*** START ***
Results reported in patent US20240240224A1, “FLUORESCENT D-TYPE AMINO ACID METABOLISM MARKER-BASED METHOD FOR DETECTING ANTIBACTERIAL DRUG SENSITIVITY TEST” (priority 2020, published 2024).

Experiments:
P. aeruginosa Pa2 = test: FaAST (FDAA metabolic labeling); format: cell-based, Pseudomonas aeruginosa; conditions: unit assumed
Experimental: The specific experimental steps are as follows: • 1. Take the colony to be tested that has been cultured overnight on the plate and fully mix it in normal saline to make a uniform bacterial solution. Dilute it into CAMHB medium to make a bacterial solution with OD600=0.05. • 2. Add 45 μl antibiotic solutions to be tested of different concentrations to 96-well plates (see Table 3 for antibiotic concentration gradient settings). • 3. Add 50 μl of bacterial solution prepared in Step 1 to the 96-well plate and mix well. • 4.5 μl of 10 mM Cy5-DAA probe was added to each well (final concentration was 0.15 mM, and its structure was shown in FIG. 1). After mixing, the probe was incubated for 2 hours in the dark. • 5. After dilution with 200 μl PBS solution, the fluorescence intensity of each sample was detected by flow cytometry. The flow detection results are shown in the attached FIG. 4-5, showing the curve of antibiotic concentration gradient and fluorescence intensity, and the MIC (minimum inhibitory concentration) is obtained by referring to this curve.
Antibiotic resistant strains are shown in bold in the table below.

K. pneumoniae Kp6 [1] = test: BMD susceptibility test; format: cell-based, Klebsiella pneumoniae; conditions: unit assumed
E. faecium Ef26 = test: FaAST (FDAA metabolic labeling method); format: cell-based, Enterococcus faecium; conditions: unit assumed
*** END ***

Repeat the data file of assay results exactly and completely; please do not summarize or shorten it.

Results reported in patent US20240240224A1, “FLUORESCENT D-TYPE AMINO ACID METABOLISM MARKER-BASED METHOD FOR DETECTING ANTIBACTERIAL DRUG SENSITIVITY TEST” (priority 2020, published 2024).

Experiments:
P. aeruginosa Pa2 = test: FaAST (FDAA metabolic labeling); format: cell-based, Pseudomonas aeruginosa; conditions: unit assumed
Experimental: The specific experimental steps are as follows: • 1. Take the colony to be tested that has been cultured overnight on the plate and fully mix it in normal saline to make a uniform bacterial solution. Dilute it into CAMHB medium to make a bacterial solution with OD600=0.05. • 2. Add 45 μl antibiotic solutions to be tested of different concentrations to 96-well plates (see Table 3 for antibiotic concentration gradient settings). • 3. Add 50 μl of bacterial solution prepared in Step 1 to the 96-well plate and mix well. • 4.5 μl of 10 mM Cy5-DAA probe was added to each well (final concentration was 0.15 mM, and its structure was shown in FIG. 1). After mixing, the probe was incubated for 2 hours in the dark. • 5. After dilution with 200 μl PBS solution, the fluorescence intensity of each sample was detected by flow cytometry. The flow detection results are shown in the attached FIG. 4-5, showing the curve of antibiotic concentration gradient and fluorescence intensity, and the MIC (minimum inhibitory concentration) is obtained by referring to this curve.
Antibiotic resistant strains are shown in bold in the table below.

K. pneumoniae Kp6 [1] = test: BMD susceptibility test; format: cell-based, Klebsiella pneumoniae; conditions: unit assumed
E. faecium Ef26 = test: FaAST (FDAA metabolic labeling method); format: cell-based, Enterococcus faecium; conditions: unit assumed